Here at GMU Econ, Michael Clemens is “the one that got away.”  We tried to hire him a couple years ago, but couldn’t get him to yes.  His latest piece in the Washington Post is yet another reason to wish he were here:

After Hurricane Katrina devastated New Orleans and the Gulf Coast in
2005, one of the principal ways its victims helped themselves was by
leaving. Katrina prompted one of the biggest resettlements in American history.
Who would have blocked Interstate 10 with armed guards, forcing
hundreds of thousands of people to suffer in the disaster zone, no
matter how much assistance was coming in from outside? We wouldn’t have
done that, because it would have made us collectively responsible for
their continued suffering. Why then, in the thoughtful debate that has
emerged over how best to aid Haiti and help its citizens help
themselves, are Americans still quiet about this sinister face of our
immigration policy?

Wouldn’t massive Haitian immigration be a disaster for the U.S.?  No way.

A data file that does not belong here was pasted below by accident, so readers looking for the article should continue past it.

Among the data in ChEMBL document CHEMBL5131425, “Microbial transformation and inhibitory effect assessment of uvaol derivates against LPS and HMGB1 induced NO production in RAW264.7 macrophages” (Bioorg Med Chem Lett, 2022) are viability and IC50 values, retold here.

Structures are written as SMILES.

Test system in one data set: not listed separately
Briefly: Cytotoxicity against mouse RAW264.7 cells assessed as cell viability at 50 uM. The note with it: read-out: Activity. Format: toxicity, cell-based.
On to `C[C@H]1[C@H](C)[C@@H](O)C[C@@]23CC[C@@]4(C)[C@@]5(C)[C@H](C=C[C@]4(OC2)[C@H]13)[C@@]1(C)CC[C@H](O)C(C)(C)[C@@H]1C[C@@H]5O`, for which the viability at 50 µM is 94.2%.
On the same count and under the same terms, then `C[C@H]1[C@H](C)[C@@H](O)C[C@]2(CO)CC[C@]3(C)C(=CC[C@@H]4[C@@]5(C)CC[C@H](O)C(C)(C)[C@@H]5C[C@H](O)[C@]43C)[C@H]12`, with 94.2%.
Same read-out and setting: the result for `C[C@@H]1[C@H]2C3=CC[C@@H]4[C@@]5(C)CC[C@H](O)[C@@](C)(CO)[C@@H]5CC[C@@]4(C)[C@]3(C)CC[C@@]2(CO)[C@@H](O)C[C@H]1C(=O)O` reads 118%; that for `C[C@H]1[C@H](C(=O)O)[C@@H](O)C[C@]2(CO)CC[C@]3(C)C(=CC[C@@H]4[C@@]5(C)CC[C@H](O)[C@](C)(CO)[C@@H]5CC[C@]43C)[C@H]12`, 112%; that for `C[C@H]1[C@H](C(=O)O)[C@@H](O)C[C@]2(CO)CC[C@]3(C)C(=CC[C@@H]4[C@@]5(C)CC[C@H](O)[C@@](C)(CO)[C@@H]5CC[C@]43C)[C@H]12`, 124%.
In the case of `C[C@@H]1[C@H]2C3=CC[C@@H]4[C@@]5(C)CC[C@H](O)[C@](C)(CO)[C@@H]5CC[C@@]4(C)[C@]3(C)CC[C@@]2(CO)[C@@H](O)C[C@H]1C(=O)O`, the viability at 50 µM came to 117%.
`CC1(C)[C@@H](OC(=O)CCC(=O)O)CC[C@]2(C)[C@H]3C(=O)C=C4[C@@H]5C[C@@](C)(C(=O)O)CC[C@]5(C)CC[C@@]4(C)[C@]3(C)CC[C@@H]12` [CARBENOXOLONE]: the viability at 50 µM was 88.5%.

Currently, we allow a trickle of about 21,000 Haitian immigrants, on
average, to enter the United States legally each year; most of them are
able to come only because they are lucky enough to have a relative
already here. What evidence do we have that we could not absorb triple
that number, or even more? For years, we have been accepting close to 1
million permanent immigrants annually from around the world, with no
lasting effects on the earnings of the average American worker. And
while most economic studies find that such immigration may have lowered
the wages of U.S. high school dropouts by a few percentage points, many
of those dropouts are immigrants themselves, already earning far more
than they would in their country of origin.

Needless to say, I’ve been in the Henderson Let Em In Club before there was a club.

HT: Distributed Republic